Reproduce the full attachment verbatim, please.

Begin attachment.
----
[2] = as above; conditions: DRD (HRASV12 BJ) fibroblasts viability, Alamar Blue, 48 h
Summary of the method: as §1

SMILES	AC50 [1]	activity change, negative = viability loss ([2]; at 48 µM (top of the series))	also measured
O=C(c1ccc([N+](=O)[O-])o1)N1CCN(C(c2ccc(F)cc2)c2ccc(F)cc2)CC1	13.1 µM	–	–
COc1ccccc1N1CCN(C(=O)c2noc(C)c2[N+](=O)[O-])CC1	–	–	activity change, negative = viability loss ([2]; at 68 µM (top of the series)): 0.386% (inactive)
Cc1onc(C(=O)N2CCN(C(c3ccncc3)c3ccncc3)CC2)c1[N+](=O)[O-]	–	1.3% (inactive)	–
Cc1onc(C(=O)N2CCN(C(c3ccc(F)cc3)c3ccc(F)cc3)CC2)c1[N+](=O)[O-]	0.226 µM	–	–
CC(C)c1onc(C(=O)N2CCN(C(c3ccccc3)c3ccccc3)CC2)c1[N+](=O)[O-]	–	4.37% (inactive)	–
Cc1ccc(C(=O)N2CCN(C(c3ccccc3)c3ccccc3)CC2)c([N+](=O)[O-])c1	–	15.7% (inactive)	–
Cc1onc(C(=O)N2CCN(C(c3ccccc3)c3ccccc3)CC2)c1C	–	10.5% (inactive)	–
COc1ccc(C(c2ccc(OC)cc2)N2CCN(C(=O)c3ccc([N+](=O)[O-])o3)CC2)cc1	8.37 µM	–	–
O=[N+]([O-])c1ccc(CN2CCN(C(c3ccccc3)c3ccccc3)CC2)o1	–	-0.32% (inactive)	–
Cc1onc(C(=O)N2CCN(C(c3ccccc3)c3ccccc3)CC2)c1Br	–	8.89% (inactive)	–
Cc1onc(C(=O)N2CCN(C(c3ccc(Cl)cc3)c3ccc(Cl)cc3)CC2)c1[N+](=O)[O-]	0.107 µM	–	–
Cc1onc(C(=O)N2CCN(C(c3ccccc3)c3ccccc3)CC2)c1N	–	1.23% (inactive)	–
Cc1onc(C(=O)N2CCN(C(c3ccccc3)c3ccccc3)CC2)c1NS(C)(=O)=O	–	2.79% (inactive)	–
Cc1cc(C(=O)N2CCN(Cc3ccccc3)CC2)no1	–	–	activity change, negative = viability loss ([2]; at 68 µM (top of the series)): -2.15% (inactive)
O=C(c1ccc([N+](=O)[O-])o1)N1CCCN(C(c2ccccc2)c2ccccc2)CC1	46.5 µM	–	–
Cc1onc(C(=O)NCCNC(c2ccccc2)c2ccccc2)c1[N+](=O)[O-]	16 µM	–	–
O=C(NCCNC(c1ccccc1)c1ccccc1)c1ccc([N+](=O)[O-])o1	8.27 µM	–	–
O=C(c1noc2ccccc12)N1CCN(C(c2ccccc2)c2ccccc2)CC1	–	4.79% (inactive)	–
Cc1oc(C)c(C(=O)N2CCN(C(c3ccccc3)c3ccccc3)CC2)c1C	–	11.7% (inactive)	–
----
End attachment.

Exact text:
[2] = as above; conditions: DRD (HRASV12 BJ) fibroblasts viability, Alamar Blue, 48 h
Summary of the method: as §1

SMILES	AC50 [1]	activity change, negative = viability loss ([2]; at 48 µM (top of the series))	also measured
O=C(c1ccc([N+](=O)[O-])o1)N1CCN(C(c2ccc(F)cc2)c2ccc(F)cc2)CC1	13.1 µM	–	–
COc1ccccc1N1CCN(C(=O)c2noc(C)c2[N+](=O)[O-])CC1	–	–	activity change, negative = viability loss ([2]; at 68 µM (top of the series)): 0.386% (inactive)
Cc1onc(C(=O)N2CCN(C(c3ccncc3)c3ccncc3)CC2)c1[N+](=O)[O-]	–	1.3% (inactive)	–
Cc1onc(C(=O)N2CCN(C(c3ccc(F)cc3)c3ccc(F)cc3)CC2)c1[N+](=O)[O-]	0.226 µM	–	–
CC(C)c1onc(C(=O)N2CCN(C(c3ccccc3)c3ccccc3)CC2)c1[N+](=O)[O-]	–	4.37% (inactive)	–
Cc1ccc(C(=O)N2CCN(C(c3ccccc3)c3ccccc3)CC2)c([N+](=O)[O-])c1	–	15.7% (inactive)	–
Cc1onc(C(=O)N2CCN(C(c3ccccc3)c3ccccc3)CC2)c1C	–	10.5% (inactive)	–
COc1ccc(C(c2ccc(OC)cc2)N2CCN(C(=O)c3ccc([N+](=O)[O-])o3)CC2)cc1	8.37 µM	–	–
O=[N+]([O-])c1ccc(CN2CCN(C(c3ccccc3)c3ccccc3)CC2)o1	–	-0.32% (inactive)	–
Cc1onc(C(=O)N2CCN(C(c3ccccc3)c3ccccc3)CC2)c1Br	–	8.89% (inactive)	–
Cc1onc(C(=O)N2CCN(C(c3ccc(Cl)cc3)c3ccc(Cl)cc3)CC2)c1[N+](=O)[O-]	0.107 µM	–	–
Cc1onc(C(=O)N2CCN(C(c3ccccc3)c3ccccc3)CC2)c1N	–	1.23% (inactive)	–
Cc1onc(C(=O)N2CCN(C(c3ccccc3)c3ccccc3)CC2)c1NS(C)(=O)=O	–	2.79% (inactive)	–
Cc1cc(C(=O)N2CCN(Cc3ccccc3)CC2)no1	–	–	activity change, negative = viability loss ([2]; at 68 µM (top of the series)): -2.15% (inactive)
O=C(c1ccc([N+](=O)[O-])o1)N1CCCN(C(c2ccccc2)c2ccccc2)CC1	46.5 µM	–	–
Cc1onc(C(=O)NCCNC(c2ccccc2)c2ccccc2)c1[N+](=O)[O-]	16 µM	–	–
O=C(NCCNC(c1ccccc1)c1ccccc1)c1ccc([N+](=O)[O-])o1	8.27 µM	–	–
O=C(c1noc2ccccc12)N1CCN(C(c2ccccc2)c2ccccc2)CC1	–	4.79% (inactive)	–
Cc1oc(C)c(C(=O)N2CCN(C(c3ccccc3)c3ccccc3)CC2)c1C	–	11.7% (inactive)	–